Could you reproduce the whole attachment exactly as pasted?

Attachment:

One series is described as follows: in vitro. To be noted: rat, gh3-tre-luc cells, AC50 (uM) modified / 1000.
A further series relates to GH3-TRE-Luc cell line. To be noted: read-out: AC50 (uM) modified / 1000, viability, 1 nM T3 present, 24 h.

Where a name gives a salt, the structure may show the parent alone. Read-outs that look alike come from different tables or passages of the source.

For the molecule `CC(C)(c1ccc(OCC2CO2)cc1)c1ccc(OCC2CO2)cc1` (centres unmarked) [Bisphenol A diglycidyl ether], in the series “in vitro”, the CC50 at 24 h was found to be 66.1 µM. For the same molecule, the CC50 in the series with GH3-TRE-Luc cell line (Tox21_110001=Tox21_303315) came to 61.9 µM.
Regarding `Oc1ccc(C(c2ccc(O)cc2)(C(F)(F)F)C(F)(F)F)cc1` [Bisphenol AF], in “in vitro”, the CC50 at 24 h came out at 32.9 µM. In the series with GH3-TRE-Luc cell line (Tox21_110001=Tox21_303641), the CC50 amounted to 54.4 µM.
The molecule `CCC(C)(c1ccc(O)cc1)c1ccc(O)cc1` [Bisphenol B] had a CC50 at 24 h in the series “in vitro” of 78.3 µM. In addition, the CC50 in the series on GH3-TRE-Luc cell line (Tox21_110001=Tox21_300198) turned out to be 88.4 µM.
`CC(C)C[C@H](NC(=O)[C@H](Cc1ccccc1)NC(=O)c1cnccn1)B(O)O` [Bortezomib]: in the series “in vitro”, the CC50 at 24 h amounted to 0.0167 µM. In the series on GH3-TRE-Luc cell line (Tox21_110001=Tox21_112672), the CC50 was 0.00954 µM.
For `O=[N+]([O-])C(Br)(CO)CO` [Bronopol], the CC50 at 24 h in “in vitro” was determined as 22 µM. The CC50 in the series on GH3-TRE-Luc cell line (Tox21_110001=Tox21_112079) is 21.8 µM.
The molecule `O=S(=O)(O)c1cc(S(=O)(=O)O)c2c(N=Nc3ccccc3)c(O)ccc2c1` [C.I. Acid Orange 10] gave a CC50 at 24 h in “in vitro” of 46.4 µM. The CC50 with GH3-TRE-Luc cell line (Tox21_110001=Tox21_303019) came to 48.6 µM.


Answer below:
One series is described as follows: in vitro. To be noted: rat, gh3-tre-luc cells, AC50 (uM) modified / 1000.
A further series relates to GH3-TRE-Luc cell line. To be noted: read-out: AC50 (uM) modified / 1000, viability, 1 nM T3 present, 24 h.

Where a name gives a salt, the structure may show the parent alone. Read-outs that look alike come from different tables or passages of the source.

For the molecule `CC(C)(c1ccc(OCC2CO2)cc1)c1ccc(OCC2CO2)cc1` (centres unmarked) [Bisphenol A diglycidyl ether], in the series “in vitro”, the CC50 at 24 h was found to be 66.1 µM. For the same molecule, the CC50 in the series with GH3-TRE-Luc cell line (Tox21_110001=Tox21_303315) came to 61.9 µM.
Regarding `Oc1ccc(C(c2ccc(O)cc2)(C(F)(F)F)C(F)(F)F)cc1` [Bisphenol AF], in “in vitro”, the CC50 at 24 h came out at 32.9 µM. In the series with GH3-TRE-Luc cell line (Tox21_110001=Tox21_303641), the CC50 amounted to 54.4 µM.
The molecule `CCC(C)(c1ccc(O)cc1)c1ccc(O)cc1` [Bisphenol B] had a CC50 at 24 h in the series “in vitro” of 78.3 µM. In addition, the CC50 in the series on GH3-TRE-Luc cell line (Tox21_110001=Tox21_300198) turned out to be 88.4 µM.
`CC(C)C[C@H](NC(=O)[C@H](Cc1ccccc1)NC(=O)c1cnccn1)B(O)O` [Bortezomib]: in the series “in vitro”, the CC50 at 24 h amounted to 0.0167 µM. In the series on GH3-TRE-Luc cell line (Tox21_110001=Tox21_112672), the CC50 was 0.00954 µM.
For `O=[N+]([O-])C(Br)(CO)CO` [Bronopol], the CC50 at 24 h in “in vitro” was determined as 22 µM. The CC50 in the series on GH3-TRE-Luc cell line (Tox21_110001=Tox21_112079) is 21.8 µM.
The molecule `O=S(=O)(O)c1cc(S(=O)(=O)O)c2c(N=Nc3ccccc3)c(O)ccc2c1` [C.I. Acid Orange 10] gave a CC50 at 24 h in “in vitro” of 46.4 µM. The CC50 with GH3-TRE-Luc cell line (Tox21_110001=Tox21_303019) came to 48.6 µM.